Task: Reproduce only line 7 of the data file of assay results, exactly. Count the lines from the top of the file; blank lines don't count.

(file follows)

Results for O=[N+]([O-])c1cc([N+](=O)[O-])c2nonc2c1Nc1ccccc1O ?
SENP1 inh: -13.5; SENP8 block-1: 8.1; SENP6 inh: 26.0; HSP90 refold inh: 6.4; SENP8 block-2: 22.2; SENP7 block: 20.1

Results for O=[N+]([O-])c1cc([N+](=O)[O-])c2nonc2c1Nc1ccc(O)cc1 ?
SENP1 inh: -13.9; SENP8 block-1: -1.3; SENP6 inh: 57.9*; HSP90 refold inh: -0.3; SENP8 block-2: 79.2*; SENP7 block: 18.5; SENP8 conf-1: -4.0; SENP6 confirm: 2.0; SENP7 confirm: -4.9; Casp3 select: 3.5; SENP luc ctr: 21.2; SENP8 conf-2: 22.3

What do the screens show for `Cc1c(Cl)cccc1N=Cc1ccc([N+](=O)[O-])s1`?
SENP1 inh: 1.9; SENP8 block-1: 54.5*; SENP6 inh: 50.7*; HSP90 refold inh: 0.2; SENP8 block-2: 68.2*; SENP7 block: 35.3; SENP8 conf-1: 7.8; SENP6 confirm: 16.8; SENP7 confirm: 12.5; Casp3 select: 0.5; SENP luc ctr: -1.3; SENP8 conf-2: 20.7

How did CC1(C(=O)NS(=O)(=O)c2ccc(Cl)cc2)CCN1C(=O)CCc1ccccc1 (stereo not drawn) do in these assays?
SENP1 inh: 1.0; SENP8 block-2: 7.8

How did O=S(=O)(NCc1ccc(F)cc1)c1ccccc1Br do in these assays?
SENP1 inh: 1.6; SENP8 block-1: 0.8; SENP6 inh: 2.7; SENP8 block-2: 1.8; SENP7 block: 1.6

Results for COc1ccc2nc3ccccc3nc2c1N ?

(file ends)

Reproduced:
How did CC1(C(=O)NS(=O)(=O)c2ccc(Cl)cc2)CCN1C(=O)CCc1ccccc1 (stereo not drawn) do in these assays?